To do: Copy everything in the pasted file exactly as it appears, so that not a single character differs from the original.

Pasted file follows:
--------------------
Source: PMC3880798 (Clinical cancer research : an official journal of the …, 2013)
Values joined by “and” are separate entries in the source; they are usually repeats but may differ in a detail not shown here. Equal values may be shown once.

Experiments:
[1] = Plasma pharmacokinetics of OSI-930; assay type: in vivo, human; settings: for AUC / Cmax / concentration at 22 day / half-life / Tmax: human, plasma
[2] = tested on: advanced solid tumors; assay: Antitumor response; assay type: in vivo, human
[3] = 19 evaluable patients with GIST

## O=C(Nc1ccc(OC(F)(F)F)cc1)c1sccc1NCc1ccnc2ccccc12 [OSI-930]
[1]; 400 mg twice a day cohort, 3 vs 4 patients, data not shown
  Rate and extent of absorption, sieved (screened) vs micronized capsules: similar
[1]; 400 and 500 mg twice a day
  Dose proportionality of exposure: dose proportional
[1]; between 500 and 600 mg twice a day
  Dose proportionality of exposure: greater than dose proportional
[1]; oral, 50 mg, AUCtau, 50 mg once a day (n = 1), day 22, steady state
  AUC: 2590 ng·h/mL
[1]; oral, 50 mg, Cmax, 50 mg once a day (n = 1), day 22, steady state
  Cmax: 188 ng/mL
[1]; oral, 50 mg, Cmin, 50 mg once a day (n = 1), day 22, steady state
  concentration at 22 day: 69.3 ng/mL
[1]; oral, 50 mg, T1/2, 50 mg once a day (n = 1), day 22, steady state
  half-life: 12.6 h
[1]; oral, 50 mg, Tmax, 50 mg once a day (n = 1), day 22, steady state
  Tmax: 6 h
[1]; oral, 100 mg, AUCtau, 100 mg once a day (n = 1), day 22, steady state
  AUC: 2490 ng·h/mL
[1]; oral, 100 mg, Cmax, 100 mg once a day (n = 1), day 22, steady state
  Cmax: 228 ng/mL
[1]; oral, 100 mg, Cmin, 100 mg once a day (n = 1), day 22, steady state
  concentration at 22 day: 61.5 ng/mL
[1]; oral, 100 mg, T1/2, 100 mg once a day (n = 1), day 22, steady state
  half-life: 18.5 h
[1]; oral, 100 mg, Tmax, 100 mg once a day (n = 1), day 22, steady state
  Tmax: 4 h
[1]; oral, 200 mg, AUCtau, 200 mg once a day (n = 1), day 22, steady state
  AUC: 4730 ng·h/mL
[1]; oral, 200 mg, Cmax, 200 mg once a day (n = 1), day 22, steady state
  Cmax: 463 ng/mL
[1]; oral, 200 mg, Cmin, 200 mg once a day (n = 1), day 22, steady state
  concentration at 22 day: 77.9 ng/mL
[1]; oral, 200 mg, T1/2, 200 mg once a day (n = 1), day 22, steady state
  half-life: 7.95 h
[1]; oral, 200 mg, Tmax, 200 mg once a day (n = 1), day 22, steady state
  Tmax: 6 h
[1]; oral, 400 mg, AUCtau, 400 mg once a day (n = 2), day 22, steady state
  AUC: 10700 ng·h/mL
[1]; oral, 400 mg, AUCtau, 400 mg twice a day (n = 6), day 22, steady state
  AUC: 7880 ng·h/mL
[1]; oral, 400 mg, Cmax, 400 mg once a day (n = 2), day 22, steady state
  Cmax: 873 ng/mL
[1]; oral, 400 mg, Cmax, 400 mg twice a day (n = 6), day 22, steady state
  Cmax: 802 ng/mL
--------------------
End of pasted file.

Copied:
Source: PMC3880798 (Clinical cancer research : an official journal of the …, 2013)
Values joined by “and” are separate entries in the source; they are usually repeats but may differ in a detail not shown here. Equal values may be shown once.

Experiments:
[1] = Plasma pharmacokinetics of OSI-930; assay type: in vivo, human; settings: for AUC / Cmax / concentration at 22 day / half-life / Tmax: human, plasma
[2] = tested on: advanced solid tumors; assay: Antitumor response; assay type: in vivo, human
[3] = 19 evaluable patients with GIST

## O=C(Nc1ccc(OC(F)(F)F)cc1)c1sccc1NCc1ccnc2ccccc12 [OSI-930]
[1]; 400 mg twice a day cohort, 3 vs 4 patients, data not shown
  Rate and extent of absorption, sieved (screened) vs micronized capsules: similar
[1]; 400 and 500 mg twice a day
  Dose proportionality of exposure: dose proportional
[1]; between 500 and 600 mg twice a day
  Dose proportionality of exposure: greater than dose proportional
[1]; oral, 50 mg, AUCtau, 50 mg once a day (n = 1), day 22, steady state
  AUC: 2590 ng·h/mL
[1]; oral, 50 mg, Cmax, 50 mg once a day (n = 1), day 22, steady state
  Cmax: 188 ng/mL
[1]; oral, 50 mg, Cmin, 50 mg once a day (n = 1), day 22, steady state
  concentration at 22 day: 69.3 ng/mL
[1]; oral, 50 mg, T1/2, 50 mg once a day (n = 1), day 22, steady state
  half-life: 12.6 h
[1]; oral, 50 mg, Tmax, 50 mg once a day (n = 1), day 22, steady state
  Tmax: 6 h
[1]; oral, 100 mg, AUCtau, 100 mg once a day (n = 1), day 22, steady state
  AUC: 2490 ng·h/mL
[1]; oral, 100 mg, Cmax, 100 mg once a day (n = 1), day 22, steady state
  Cmax: 228 ng/mL
[1]; oral, 100 mg, Cmin, 100 mg once a day (n = 1), day 22, steady state
  concentration at 22 day: 61.5 ng/mL
[1]; oral, 100 mg, T1/2, 100 mg once a day (n = 1), day 22, steady state
  half-life: 18.5 h
[1]; oral, 100 mg, Tmax, 100 mg once a day (n = 1), day 22, steady state
  Tmax: 4 h
[1]; oral, 200 mg, AUCtau, 200 mg once a day (n = 1), day 22, steady state
  AUC: 4730 ng·h/mL
[1]; oral, 200 mg, Cmax, 200 mg once a day (n = 1), day 22, steady state
  Cmax: 463 ng/mL
[1]; oral, 200 mg, Cmin, 200 mg once a day (n = 1), day 22, steady state
  concentration at 22 day: 77.9 ng/mL
[1]; oral, 200 mg, T1/2, 200 mg once a day (n = 1), day 22, steady state
  half-life: 7.95 h
[1]; oral, 200 mg, Tmax, 200 mg once a day (n = 1), day 22, steady state
  Tmax: 6 h
[1]; oral, 400 mg, AUCtau, 400 mg once a day (n = 2), day 22, steady state
  AUC: 10700 ng·h/mL
[1]; oral, 400 mg, AUCtau, 400 mg twice a day (n = 6), day 22, steady state
  AUC: 7880 ng·h/mL
[1]; oral, 400 mg, Cmax, 400 mg once a day (n = 2), day 22, steady state
  Cmax: 873 ng/mL
[1]; oral, 400 mg, Cmax, 400 mg twice a day (n = 6), day 22, steady state
  Cmax: 802 ng/mL